In New Jersey, alimony or spousal support is available to either the husband or wife depending on which spouse was the primary breadwinner and which was the dependent. Alimony is meant to balance the standards of living so that one spouse is not unfairly enriched at the expense of the other. But New Jersey has received much criticism for permitting lifetime or permanent alimony for marriages as short as ten years in duration. Once the court has entered an order for permanent alimony, it is extremely difficult to obtain a modification, even if the payer experiences severe economic reversals. With so much at stake in an alimony petition, a party to divorce must retain an experienced attorney with a record of solid representation on this issue. Based in Newark, The Anthony Pope Law Firm has more than 30 years of experience advocating for fair and balanced alimony awards throughout New Jersey.



New Jersey amended its alimony laws in 1999. The new law provides for four types of alimony:

  • Limited duration alimony – For a set period of time determined by the court
  • Permanent alimony – For the lifetime of the recipient spouse, and the court may even require the payer spouse to carry life insurance to guarantee continued income to the recipient spouse
  • Reimbursement alimony – To compensate a spouse who supported the other through an advanced degree program, anticipating a share in the fruits of the latter’s increased earning potential
  • Rehabilitative alimony – Paid until a dependent spouse completes job training or a degree program to enter the job market
  • In determining how much, if any, alimony to award, the court considers the following factors:
  • The actual need and ability of the parties to pay
  • The duration of the marriage
  • The age, physical and emotional health of the parties
  • The standard of living established in the marriage and the likelihood that each party can maintain a reasonably comparable standard of living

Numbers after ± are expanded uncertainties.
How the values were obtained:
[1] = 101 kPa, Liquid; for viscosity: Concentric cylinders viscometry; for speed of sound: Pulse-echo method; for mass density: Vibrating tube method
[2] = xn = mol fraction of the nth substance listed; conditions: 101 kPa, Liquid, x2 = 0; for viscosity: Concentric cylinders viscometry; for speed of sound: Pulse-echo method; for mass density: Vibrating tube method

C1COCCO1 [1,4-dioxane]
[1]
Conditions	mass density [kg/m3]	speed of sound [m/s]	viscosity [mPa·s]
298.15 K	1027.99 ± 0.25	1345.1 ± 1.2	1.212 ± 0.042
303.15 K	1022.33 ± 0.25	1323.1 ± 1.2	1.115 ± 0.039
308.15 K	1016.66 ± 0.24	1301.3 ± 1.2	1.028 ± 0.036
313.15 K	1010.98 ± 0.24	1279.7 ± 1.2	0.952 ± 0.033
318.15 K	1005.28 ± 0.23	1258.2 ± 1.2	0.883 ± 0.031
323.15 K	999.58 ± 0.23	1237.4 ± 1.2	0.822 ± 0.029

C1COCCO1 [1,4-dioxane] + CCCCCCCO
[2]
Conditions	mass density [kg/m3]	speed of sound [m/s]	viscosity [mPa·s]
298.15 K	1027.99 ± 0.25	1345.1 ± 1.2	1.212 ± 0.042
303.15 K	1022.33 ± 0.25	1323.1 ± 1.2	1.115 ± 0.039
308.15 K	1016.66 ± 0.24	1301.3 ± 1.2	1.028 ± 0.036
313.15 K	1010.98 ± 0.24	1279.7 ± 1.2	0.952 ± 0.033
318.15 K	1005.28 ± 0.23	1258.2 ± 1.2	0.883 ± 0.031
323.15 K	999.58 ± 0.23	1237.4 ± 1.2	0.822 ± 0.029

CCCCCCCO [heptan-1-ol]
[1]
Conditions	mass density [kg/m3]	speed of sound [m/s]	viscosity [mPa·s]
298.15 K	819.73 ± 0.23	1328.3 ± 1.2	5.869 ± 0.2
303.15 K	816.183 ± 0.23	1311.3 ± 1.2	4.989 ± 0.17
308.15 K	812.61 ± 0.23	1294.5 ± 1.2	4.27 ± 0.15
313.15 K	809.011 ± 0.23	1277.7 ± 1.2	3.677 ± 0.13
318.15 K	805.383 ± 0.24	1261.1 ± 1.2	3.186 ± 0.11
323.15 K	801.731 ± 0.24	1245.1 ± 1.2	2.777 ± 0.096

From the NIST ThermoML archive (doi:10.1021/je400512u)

• The earning capacities, educational levels, vocational skills and employability of the parties
  • The length of absence from the job market and custodial responsibilities for children of the party seeking alimony
  • The parental responsibilities for the children
  • The time and expense necessary to acquire sufficient education or training to enable the party seeking alimony to find appropriate employment, the availability of the training and employment, and the opportunity for future acquisitions of capital assets and income
  • The history of the financial or nonfinancial contributions to the marriage by each party including contributions to the care and education of the children and interruption of personal careers or educational opportunities
  • The equitable distribution of property ordered and any payouts on equitable distribution, directly or indirectly, out of current income, to the extent this consideration is reasonable, just and fair
  • The income available to either party through investment of any assets held by that party
  • The tax treatment and consequences to both parties of any alimony award, including the designation of all or a portion of the payment as a nontaxable payment
  • Any other factors which the court may deem relevant

The stakes are high and the law gives the court broad discretion to accept or reject arguments by either side. With so much riding on your attorney’s presentation, make sure you have the best lawyer available arguing your case. Anthony Pope has successfully represented clients in Newark and throughout Essex County, as well as in Jersey City.

Contact a knowledgeable New Jersey alimony lawyer for your financial security

The Anthony Pope Law Firm can make a compelling case in your alimony dispute. To schedule a free consultation, call us at 973.536.2346 or contact us online.